If you're looking to save money, big purchases can be a great opportunity to do so.
Unfortunately, when it comes to big-ticket items like a new car, most of us make mistakes and end up overpaying. The experienced and crafty car salesman doesn't help our cause, either.
We spoke to Scott Chesrown, who spent nearly a decade working in auto dealerships before transitioning to VP of Marketing at Vroom, a New York City-based car sales startup that brings the car buying, financing, and selling process online.
Chesrown shared four common tricks that car dealers employ to get you to spend more:
1. They start very low on the appraisal of your trade-in.
The first step in buying a new car is trading in your old one. Car dealers love to price your old car much lower than it is actually worth and assume you will start negotiating from the price they suggest, Chesrown tells us.
Don't get off to a lousy start by trading in your car for an unfair price. Do your research ahead of time, using resources such as Kelley Blue Book to determine exactly how much your car is worth. If you're armed with that information, you become the person controlling the conversation. "In today's world, buyers can hold the upper hand in the transaction," Chesrown says.
2. They get you in the door by offering low prices and then sell you something different (and more expensive).
Car dealers thrive on the classic bait-and-switch tactic. "Most tools online are geared towards getting you in the store because that's when car dealers have the most opportunity to sell the car," Chesrown explains. "The cars are right in front of you, it's usually a high-pressure situation, and these guys know how to sell cars. The stigma of the car dealer is still very much true in the industry."
What they'll do is tell you a great deal is available to lure you into the store, knowing that they can switch you on to a different, pricier car. Or, they'll tell you the "great deal" was already sold, and proceed to selling you something more expensive.
You have two options to overcome this trickery. You can call the dealership right before visiting and ask them to confirm that the vehicle is in stock. If they do, don't stop there — ask them to email or fax a signed statement indicating it's available for sale. Option two is to forego the dealership all together and buy online, or opt for a service such as Vroom, which can help you find a deal online and then deliver the car straight to your doorstep.
3. They try to sell you a bunch of protection services for your car that you don't actually need.
"By the time most consumers get into the financing process, they're exhausted," Chesrown tells us. Dealers will use that to their advantage, and try to extract more money out of you when you're fatigued and desperate to leave with a new car.
"They'll start throwing on extended warranties and different types of protection you probably don't need on your car," explains Chesrown. "People end up buying a lot of things that ultimately don't protect them."
To avoid this pitfall, make sure you know exactly what these additional items cover and then ask yourself if you truly need them. Most of the time, you'll find you don't need so much protection.
A common trick to look out for is tire protection. Often, you'll find in the fine print that you're only covered if a nail was found in your tire — any other damage not involving a nail will not be accounted for. Also, dealers may try to sell you an extended warranty that just covers their electrical system. This doesn't necessarily make sense, Chesrown explains, as modern cars don't have a lot of electrical problems.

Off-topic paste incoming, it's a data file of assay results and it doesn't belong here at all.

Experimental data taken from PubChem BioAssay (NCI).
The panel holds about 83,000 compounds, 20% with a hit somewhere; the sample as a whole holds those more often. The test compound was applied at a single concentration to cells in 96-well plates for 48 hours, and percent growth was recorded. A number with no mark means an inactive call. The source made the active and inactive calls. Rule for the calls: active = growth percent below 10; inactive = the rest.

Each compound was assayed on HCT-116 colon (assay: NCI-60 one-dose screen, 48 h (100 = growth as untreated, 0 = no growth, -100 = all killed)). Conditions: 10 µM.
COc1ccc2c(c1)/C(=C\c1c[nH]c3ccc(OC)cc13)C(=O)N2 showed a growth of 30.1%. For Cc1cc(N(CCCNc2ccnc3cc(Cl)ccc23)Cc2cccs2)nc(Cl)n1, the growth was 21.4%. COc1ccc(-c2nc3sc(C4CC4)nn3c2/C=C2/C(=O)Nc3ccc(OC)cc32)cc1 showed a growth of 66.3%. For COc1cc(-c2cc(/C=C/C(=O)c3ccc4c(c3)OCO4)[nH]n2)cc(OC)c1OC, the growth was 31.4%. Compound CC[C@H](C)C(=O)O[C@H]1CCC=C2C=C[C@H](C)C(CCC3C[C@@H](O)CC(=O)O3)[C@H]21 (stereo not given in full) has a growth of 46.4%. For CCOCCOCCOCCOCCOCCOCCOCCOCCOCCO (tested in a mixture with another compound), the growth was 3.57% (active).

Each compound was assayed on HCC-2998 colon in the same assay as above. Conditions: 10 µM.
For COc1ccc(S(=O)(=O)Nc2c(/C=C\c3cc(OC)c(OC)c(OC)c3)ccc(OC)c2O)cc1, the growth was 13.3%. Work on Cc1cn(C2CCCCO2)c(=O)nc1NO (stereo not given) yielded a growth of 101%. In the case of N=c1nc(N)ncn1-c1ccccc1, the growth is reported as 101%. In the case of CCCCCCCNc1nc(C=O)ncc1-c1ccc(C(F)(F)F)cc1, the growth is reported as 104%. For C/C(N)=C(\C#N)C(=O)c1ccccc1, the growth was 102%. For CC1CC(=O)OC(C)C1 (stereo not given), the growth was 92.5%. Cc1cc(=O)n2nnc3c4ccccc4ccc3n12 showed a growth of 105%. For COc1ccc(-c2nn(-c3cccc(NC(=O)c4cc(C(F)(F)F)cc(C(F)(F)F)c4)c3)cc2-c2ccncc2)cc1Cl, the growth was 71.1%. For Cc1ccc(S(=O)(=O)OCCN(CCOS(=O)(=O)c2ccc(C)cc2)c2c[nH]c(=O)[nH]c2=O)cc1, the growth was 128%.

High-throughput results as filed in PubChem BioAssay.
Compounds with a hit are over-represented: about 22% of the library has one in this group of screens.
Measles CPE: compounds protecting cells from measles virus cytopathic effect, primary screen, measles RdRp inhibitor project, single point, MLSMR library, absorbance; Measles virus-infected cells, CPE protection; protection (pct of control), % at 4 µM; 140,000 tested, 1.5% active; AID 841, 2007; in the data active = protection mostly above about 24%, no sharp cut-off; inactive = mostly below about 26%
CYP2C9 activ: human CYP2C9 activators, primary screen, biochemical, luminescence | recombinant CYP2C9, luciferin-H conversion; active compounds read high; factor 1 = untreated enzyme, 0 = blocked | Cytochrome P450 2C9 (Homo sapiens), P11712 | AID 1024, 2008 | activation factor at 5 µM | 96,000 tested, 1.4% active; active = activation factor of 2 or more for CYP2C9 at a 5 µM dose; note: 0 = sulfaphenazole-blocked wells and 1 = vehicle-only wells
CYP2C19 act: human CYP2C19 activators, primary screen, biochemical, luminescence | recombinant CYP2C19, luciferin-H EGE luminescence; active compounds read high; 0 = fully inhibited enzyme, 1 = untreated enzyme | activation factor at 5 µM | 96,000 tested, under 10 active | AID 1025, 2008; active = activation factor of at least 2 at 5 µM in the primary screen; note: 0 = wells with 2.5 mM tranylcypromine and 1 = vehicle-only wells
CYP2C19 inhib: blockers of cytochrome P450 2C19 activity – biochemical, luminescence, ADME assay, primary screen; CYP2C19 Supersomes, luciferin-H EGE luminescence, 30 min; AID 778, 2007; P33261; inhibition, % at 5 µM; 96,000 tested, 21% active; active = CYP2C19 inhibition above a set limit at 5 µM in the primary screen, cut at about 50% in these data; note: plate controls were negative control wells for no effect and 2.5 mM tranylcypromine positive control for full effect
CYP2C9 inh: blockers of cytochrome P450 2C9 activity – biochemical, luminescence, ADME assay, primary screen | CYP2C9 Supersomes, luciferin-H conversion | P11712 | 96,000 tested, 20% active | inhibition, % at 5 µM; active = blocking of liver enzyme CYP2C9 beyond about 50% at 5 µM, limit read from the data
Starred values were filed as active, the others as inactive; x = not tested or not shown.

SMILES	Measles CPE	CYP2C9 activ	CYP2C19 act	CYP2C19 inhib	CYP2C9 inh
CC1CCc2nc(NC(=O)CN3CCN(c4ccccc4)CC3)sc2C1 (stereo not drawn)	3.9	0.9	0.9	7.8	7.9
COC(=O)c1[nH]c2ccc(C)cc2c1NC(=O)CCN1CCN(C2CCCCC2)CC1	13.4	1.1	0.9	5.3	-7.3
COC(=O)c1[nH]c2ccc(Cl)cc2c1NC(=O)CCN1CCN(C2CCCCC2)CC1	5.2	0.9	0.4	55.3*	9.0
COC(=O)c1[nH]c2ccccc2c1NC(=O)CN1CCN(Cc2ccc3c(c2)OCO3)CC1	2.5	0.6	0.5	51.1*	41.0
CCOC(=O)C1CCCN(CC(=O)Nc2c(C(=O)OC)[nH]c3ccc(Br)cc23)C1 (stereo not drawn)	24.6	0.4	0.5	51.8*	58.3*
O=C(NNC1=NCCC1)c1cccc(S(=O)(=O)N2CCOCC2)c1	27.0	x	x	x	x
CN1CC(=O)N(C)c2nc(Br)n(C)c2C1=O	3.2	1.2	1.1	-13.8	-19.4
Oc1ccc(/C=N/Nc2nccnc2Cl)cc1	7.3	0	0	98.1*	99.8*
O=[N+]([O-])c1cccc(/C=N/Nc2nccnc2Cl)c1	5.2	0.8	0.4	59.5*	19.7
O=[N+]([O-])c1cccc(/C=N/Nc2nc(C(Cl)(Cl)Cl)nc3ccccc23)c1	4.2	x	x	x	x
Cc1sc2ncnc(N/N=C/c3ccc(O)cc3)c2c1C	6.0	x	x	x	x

This doesn't mean you should opt for the other extreme and forego all service contracts. "It is important to have a service contract," Chesrown tells us. "I'm a very big fan of extended warranties on cars — when they cover the right stuff."
4. They mark up the interest rate on the car.
When it comes to financing the car for you, dealers can make a lot of money by marking the interest rate up, and oftentimes, consumers are completely oblivious that they're getting ripped off.
"The perception of most consumers is that the interest rate came from the bank, which they trust" Chesrown tells us. "The interest rate did come from the bank, the car dealers just put more interest on top of it."
Customers with excellent credit (780 or above) should expect an interest rate between 1.49% and 3.49%, and customers with average credit should expect between 4% and 6%, Chesrown says. The range accounts for factors such as income, debt, and the amount you want to borrow.
While the best dealers will always try and get you a competitive rate, they will also typically start at a slightly higher range to hold back a percentage for profit. Chesrown's rule of thumb is that if a dealer is quoting you an interest rate for the first time, expect it to be 2% higher than what the bank is actually charging them.
"The best way to protect yourself is to learn what your credit is, and then talk to your bank directly about what you would qualify for and the interest," advises Chesrown. "That would then give you the ammo you need before walking into a dealership."
One final tip from the expert: Don't jump the gun and tell the dealer how much you want to pay per month before you're approved. "That allows the car dealer to pack your payment full of all the products if they can beat your monthly payment, which they can usually do by extending out the length of the loan," Chesrown warns.
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